There are, though partisans don’t want to admit it, problems with both a judicial inquiry and a parliamentary inquiry into the Libor scandal and the wider culture it has revealed. A judicial inquiry would drag on and, judging by the Leveson Inquiry, there’s no guarantee that the judge would understand the industry he’s meant to be examining. But, as yesterday demonstrated, the standard of questioning at any parliamentary inquiry is going to be patchy.
John Thurso, a Lib Dem member of the Treasury select committee and one of the most respected MPs, has been out floating a compromise solution. His idea is that the Joint Committee should have the power to take on QCs. Then, the MPs could allow the QC to do the questing, as Leveson does, and then just follow up on points of interest.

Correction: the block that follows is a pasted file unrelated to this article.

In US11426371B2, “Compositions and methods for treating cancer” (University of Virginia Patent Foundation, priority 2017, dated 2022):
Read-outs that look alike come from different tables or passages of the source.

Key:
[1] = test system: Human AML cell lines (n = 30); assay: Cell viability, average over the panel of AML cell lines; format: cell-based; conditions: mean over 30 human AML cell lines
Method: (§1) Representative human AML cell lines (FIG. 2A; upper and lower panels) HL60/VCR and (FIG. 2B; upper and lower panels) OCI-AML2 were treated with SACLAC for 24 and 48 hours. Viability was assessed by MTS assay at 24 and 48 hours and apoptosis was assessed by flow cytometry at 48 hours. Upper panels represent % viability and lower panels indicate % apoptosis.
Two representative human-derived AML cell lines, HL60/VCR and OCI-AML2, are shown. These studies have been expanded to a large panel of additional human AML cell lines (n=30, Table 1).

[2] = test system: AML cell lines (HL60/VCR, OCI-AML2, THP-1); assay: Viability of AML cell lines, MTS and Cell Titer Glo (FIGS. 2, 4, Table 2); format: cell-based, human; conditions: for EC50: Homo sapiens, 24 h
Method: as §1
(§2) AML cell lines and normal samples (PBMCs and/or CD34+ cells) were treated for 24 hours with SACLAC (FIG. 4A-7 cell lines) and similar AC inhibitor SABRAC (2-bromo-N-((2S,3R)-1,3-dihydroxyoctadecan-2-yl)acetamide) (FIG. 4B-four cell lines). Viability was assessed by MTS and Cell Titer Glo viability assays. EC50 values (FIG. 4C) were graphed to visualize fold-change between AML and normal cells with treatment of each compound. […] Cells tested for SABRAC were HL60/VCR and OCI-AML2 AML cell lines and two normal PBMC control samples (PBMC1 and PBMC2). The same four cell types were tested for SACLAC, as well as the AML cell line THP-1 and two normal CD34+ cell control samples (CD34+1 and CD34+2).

This is a sensible compromise and is rapidly picking up support. Cameron or Miliband would be sensible to adopt it. For it will reflect badly on both of them, if there ends up being no agreement on the inquiry question.